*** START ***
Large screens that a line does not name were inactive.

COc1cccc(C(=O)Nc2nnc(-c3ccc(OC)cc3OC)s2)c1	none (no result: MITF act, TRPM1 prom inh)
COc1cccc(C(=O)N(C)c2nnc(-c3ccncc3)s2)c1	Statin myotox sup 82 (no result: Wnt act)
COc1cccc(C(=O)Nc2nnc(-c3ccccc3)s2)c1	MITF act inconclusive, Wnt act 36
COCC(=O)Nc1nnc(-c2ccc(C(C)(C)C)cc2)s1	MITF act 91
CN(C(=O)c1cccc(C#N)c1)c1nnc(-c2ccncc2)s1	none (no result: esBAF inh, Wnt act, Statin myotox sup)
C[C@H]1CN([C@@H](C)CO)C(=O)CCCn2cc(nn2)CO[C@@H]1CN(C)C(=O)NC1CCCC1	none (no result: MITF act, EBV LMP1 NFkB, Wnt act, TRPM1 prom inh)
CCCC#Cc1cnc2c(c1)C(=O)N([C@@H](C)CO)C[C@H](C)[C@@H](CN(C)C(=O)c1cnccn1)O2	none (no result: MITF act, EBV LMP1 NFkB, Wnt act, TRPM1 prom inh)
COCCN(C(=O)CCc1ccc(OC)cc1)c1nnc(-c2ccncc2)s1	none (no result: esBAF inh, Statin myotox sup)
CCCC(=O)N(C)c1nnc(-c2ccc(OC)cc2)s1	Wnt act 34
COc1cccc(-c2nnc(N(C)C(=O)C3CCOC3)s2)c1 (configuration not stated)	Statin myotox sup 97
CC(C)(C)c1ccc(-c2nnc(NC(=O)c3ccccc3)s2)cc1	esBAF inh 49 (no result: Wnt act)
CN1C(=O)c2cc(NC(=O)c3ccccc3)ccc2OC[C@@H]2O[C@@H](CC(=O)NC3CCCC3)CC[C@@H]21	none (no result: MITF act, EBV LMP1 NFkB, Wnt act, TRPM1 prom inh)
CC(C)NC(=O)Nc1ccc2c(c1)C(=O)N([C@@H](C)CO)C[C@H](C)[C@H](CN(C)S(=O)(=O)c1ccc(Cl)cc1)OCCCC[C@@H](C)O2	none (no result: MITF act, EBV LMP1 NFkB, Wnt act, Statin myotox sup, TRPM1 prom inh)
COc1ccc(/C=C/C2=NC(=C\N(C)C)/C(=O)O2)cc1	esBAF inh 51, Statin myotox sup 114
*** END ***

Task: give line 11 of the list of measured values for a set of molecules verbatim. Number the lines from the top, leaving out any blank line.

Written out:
COc1cccc(-c2nnc(N(C)C(=O)C3CCOC3)s2)c1 (configuration not stated)	Statin myotox sup 97